4 Reasons to Visit the Luxembourg Gardens in Paris


The Luxembourg garden pictured by David Monniaux, sourced from Wikipedia

The Luxembourg is one of the most, if not the most, popular garden in Paris. Not only because of its beauty but because it is full of life.

The Parisians come there to walk, to read a book, to have a drink, a picnic or a sunbathe but also to attend concerts, puppet shows and exhibitions, to play tennis, boules, chess and bridge.

You can call use the singular to designate it: “le jardin du Luxembourg” or the plural: “les jardins” because you have a diversity of gardens in the same spot and the same administrative unit. Most of the Parisians and myself prefer the singular.

The location of the garden also takes a major part in its popularity. It is situated at the limit between two popular neighborhoods: on the east the Latin Quarter, the territory of the students and the universities; on the west the classy Saint-Germain-des-Prés.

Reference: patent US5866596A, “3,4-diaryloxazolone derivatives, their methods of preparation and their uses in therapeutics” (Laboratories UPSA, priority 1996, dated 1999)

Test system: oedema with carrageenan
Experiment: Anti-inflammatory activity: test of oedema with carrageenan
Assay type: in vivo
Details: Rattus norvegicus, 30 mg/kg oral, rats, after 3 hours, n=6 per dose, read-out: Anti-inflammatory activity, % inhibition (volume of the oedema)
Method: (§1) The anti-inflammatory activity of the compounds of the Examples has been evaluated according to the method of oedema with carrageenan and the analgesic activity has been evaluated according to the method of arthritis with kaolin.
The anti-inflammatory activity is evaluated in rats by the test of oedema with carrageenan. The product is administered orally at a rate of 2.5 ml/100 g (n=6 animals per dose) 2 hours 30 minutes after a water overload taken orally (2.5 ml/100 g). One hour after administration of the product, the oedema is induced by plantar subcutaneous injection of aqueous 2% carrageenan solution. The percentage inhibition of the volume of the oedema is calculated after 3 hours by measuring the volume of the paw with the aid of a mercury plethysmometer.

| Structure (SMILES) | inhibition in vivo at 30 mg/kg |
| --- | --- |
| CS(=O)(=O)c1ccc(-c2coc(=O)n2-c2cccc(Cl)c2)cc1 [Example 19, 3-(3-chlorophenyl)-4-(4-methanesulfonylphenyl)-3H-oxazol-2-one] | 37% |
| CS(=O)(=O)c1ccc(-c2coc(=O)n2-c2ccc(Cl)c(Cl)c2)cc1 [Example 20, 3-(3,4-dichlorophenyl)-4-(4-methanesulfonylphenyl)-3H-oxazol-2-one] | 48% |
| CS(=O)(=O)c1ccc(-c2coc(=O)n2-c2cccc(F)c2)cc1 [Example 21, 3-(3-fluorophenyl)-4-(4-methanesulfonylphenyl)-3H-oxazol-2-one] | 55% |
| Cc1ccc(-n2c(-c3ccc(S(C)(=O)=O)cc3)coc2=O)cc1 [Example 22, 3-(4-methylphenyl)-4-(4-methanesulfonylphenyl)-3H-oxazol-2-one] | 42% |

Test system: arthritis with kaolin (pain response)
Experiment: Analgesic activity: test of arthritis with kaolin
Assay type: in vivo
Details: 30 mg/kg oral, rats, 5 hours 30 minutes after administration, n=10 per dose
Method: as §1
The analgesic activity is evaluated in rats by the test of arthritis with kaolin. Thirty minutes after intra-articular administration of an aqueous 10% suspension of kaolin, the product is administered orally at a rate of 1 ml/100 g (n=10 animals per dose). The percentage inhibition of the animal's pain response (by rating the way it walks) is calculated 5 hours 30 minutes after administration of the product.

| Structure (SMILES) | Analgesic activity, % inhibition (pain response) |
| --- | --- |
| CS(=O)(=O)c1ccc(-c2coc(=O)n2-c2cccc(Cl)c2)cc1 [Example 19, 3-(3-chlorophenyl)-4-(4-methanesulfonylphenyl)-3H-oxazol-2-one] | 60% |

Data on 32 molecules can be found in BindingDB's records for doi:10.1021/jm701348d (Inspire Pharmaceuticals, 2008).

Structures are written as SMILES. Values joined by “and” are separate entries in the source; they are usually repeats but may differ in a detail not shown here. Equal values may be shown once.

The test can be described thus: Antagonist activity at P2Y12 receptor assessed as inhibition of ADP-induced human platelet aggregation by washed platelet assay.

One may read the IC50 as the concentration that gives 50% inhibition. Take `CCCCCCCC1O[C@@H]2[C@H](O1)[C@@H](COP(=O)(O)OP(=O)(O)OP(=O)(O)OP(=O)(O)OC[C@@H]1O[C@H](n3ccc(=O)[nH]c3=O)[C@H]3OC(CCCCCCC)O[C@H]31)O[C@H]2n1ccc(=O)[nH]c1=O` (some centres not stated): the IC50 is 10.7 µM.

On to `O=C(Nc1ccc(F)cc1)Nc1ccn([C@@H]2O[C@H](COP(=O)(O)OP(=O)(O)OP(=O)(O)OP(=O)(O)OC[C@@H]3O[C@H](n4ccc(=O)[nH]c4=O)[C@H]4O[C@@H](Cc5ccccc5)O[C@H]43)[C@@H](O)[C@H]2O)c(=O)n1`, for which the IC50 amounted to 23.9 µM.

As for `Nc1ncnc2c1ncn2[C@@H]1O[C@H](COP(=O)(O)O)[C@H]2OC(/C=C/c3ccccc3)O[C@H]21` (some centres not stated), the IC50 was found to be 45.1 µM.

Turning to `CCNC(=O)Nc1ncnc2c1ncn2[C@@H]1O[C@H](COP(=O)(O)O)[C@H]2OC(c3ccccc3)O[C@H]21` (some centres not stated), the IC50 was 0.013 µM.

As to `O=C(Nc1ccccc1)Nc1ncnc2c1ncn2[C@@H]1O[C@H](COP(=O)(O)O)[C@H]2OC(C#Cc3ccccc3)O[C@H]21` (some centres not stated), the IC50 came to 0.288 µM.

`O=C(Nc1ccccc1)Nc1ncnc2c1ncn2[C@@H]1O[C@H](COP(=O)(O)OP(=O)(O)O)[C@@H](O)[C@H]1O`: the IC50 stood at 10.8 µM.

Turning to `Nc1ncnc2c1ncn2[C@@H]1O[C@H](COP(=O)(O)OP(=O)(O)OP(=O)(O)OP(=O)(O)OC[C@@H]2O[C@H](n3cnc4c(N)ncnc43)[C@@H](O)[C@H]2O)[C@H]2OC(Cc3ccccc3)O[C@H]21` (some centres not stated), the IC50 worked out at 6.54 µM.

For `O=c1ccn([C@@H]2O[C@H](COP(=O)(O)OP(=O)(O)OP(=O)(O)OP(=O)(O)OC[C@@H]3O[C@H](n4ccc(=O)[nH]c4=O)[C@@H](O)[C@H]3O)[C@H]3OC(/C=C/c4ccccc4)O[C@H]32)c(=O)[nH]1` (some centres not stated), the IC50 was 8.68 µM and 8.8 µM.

It is the big park of the south of Paris, the left bank, a place to breathe and enjoy some greenery in an ocean of limestone buildings.

I think you will appreciate better the Luxembourg gardens if you understand how it was organized, so let me start by a short historical introduction.

A brief history of the Luxembourg gardens

The name comes from a private mansion, l’hôtel de Luxembourg, owned by the family of Luxembourg. They were cousins of the dukes of Luxembourg in the Middle Ages but not related to the family that is ruling the country today.

The mansion and its gardens were bought in 1611 by a queen of France, Marie of Medicis. She was the widow of king Henri IV and did not want to stay in the official royal residence, the Louvre palace.